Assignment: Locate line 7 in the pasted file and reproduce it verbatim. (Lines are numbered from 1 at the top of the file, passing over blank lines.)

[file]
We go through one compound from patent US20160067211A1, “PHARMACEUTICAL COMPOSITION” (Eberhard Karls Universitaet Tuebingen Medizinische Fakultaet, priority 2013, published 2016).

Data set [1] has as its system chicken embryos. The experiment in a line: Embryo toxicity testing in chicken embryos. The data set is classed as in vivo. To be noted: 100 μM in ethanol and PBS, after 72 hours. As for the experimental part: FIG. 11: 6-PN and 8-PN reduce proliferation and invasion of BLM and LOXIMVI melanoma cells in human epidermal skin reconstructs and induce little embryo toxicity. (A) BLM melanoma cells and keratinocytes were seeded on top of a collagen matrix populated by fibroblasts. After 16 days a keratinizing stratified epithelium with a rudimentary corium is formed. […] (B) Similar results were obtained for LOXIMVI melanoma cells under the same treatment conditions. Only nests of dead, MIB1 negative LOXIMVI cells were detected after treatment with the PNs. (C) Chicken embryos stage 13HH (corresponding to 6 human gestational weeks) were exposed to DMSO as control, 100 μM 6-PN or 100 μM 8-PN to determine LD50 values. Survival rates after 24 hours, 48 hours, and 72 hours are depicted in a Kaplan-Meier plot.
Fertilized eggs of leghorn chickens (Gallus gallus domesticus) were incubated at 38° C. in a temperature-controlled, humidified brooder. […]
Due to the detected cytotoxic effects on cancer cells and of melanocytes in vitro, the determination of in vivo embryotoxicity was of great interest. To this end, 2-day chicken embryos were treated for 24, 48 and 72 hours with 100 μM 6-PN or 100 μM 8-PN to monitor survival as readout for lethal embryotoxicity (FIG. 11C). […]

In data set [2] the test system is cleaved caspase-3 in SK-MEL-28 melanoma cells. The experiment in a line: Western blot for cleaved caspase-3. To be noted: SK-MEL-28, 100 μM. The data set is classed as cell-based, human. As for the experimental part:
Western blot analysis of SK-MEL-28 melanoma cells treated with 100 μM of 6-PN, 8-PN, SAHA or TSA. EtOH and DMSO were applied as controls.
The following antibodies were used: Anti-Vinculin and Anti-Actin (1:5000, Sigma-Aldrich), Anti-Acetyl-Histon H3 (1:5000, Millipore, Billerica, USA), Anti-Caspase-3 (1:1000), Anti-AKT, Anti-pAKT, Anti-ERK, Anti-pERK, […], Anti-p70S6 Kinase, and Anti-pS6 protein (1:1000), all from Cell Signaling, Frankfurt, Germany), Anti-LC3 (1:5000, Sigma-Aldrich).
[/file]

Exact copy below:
The following antibodies were used: Anti-Vinculin and Anti-Actin (1:5000, Sigma-Aldrich), Anti-Acetyl-Histon H3 (1:5000, Millipore, Billerica, USA), Anti-Caspase-3 (1:1000), Anti-AKT, Anti-pAKT, Anti-ERK, Anti-pERK, […], Anti-p70S6 Kinase, and Anti-pS6 protein (1:1000), all from Cell Signaling, Frankfurt, Germany), Anti-LC3 (1:5000, Sigma-Aldrich).